Cases have been registered in both incidents.

Cars stolen: Mr Avtar Singh of Sector 34 reported that his car (CH01-C-0081) has been stolen from his residence.

In another incident, Mr Satwinder Singh, a resident of Sector 40-A, reported that his car (CH01-0524) has been stolen from Sector 22 market.

The police have registered cases.

Thief held: A native of Nepal, Munish Rahi,was caught red-handed while trying to steal a pair of trousers, a bedsheet and a purse from the house of Mr Dev Raj, a resident of Sector 23.

The stolen items have been recovered and a case registered.

Liquor seized: The police has arrested Jaidev, a resident of Chaulta in Ropar district, from near the Jhampur barrier, near Chandigarh, and seized 30 pouches of whisky

A case under the Excise Act has been registered.


Suicide: A 22-year-old girl and employee of the Haryana Warehousing Corporation, Nima, reportedly committed suicide at her Sector 14 residence here on Thursday.

According to sources, the girl, originally a resident of Almora in UP, hanged herself to death. The police, when informed about the incident, took her to hospital where she was declared dead.

She was reportedly mentally upset after the death of her father over an year ago. Her mother reportedly left for Almora for a second marriage which might have led her to take the extreme step, the sources added.


Vehicle detained: Mr T.P.S. Anand, a resident of Sector 70, said his vehicle was being allegedly detained by certain persons in a unit in industrial area at the behest of the local police. He alleged that on last Sunday two policemen came in civil dress to return his vehicle only to be taken away after some time. He was also allegedly detained at the industrial unit for the entire day before being rescued by a warrant officer appointed by a court.



Excise evasion detected
Tribune News Service

CHANDIGARH, Aug 3 — The anti-evasion staff of the Central Excise Division, Amritsar, falling under the jurisdiction of the Central Excise Commissionerate, Chandigarh-II, have detected the evasion of excise duty to the tune of Rs 32 lakh by an Amritsar-based 100 per cent export-oriented unit.

Acting on information, the staff seized certain incriminating documents from the unit engaged in the manufacture of silk yarn. It was found that the unit, had cleared silk yarn valued at over Rs 2 crore in the domestic tariff areas without the payment of duty.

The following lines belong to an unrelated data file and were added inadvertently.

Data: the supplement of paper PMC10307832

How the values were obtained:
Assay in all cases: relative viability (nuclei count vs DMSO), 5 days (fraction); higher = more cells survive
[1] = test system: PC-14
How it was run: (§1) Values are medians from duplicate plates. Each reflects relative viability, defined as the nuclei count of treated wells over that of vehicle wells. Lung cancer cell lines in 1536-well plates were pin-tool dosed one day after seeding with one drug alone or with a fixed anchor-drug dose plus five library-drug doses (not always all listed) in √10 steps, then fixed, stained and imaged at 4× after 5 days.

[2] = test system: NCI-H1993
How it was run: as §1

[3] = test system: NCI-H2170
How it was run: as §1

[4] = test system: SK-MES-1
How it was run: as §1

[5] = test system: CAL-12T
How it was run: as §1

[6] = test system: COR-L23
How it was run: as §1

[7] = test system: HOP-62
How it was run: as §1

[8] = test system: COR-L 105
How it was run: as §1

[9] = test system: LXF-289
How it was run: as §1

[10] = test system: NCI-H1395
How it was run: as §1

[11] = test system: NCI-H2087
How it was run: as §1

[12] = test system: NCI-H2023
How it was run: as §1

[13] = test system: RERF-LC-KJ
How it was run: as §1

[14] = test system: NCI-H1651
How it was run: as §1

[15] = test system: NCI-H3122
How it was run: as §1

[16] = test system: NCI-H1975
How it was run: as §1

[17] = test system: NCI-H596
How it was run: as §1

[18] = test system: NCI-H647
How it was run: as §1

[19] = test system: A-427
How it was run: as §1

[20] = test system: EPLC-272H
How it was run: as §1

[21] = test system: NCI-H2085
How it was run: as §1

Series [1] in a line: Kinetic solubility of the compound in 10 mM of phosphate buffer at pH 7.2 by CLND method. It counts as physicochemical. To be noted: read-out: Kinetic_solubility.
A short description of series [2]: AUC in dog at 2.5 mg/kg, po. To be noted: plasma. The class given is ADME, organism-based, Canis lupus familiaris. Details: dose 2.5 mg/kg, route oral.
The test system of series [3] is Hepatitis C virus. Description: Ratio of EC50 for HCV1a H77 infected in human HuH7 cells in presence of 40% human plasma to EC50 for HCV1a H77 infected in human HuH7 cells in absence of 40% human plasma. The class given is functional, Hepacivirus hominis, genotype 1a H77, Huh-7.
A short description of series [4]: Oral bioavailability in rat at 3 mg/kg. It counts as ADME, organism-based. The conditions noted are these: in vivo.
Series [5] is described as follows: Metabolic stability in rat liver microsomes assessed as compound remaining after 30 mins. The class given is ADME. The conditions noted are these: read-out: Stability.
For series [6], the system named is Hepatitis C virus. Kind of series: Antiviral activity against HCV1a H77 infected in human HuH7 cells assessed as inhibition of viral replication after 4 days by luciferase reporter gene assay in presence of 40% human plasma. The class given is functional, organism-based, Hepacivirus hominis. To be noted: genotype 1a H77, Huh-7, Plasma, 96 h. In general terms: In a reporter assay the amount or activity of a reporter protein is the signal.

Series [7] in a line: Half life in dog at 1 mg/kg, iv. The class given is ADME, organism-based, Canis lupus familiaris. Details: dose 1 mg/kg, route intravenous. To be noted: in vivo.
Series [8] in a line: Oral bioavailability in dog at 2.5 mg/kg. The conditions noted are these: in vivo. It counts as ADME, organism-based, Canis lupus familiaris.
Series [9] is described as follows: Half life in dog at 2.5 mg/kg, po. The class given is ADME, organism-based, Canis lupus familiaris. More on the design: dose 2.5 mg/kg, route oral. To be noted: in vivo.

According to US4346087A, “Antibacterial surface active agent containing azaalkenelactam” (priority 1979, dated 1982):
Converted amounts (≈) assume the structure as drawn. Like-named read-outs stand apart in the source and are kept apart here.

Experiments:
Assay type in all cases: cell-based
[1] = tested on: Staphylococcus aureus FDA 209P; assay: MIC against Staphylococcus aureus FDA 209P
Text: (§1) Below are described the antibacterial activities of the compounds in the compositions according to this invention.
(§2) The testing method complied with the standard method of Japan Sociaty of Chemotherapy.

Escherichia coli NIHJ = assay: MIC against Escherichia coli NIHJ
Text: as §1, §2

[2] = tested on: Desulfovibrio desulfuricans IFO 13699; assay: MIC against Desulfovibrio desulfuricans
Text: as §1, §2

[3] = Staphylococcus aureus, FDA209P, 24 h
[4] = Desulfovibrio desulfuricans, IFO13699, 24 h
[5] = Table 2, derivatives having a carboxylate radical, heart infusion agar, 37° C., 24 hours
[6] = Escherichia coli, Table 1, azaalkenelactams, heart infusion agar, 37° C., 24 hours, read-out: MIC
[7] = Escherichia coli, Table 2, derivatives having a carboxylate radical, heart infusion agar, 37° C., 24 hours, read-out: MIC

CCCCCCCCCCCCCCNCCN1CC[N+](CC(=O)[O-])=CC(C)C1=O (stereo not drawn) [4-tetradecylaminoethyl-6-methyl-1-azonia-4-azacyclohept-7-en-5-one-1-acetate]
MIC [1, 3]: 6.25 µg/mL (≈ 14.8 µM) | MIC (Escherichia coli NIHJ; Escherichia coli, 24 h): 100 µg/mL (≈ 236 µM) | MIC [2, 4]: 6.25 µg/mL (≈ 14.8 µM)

For the domestic sale, it was required to pay duty equal to 30 per cent of the customs duty leviable on the import of the said goods, a press note said, adding that the General Manager of the firm had admitted to the charge.


Industrialists seek more big units
From Our Correspondent

SAS NAGAR, Aug 3 — The Mohali Industries Association (MIA) has demanded the setting up of more large-scale industrial units in the town, besides the provision of a common effluent-treatment plant.

The demands were put forward at a meeting here today between the MIA representatives and Prof Jagir Singh Bhullar, Chief Parliamentary Secretary (Industries) of Punjab, and other senior officials of the Industries Department. Various problems being faced by the industry were discussed at the meeting.

Mr S.S. Sandhu, President of the association, said, with the setting up of the Punjab Tractors Ltd factory in the town, a large number of ancillary units had come up here. “However, thereafter, no large-scale engineering unit was set up here which was necessary for the establishment of more ancillary units in the small-scale sector,” he said.

He said the Rail Coach Factory at Kapurthala and the Diesel Component Works at Patiala were set up in Punjab by the Central Government to give a boost to small-scale industrial units in the state, but the units were fulfilling their requirements from the other states.

Mr Sidhu said there was a dire necessity for providing effluent-treatment plants in all industrial estates as small units could not afford to set up these at their own level.

The MIA President favoured the allotment of industrial plots to units functioning in rented premises. He said a large number of unit owners had applied for plots past year. “As applicants were proven and established units paying sales tax, central excise and other dues, they should be given a preference in the allotments of plots,” he said.

Mr Sandhu said the state government had announced incentives for encouraging industry from time to time, but unfortunately, these were not made available to the industry in time.

He said advisory committees needed to be set up at the state and district levels for the formulation of plans and programmes for industrial development.

The other demands of the association included construction of houses for industrial workers, computerisation of the local District Industries Centre and one-time settlement of defaulting cases.

Mr D.S. Guru, Director Industries of Punjab, said government wanted SAS Nagar to be developed as an information technology (IT) centre and that was why special incentives were being given to the town. Earthstation was already functional and the development of an information technology park was at an advanced stage.

He said if any private party was interested in setting up a big industrial unit here, it would be provided with all help by the government. As far as the allotment of plots was concerned, the policy had defined certain parameters which had to be taken care of at the time of allotment which was done on the basis of merit.

Mrs S.K. Sandhu, MD of the PSIEC, said establishing an effluent-treatment plant was a costly affair. The cost of setting up the unit had to be divided among all entrepreneurs. This could be established in the upcoming sectors, but not in areas which had already been developed.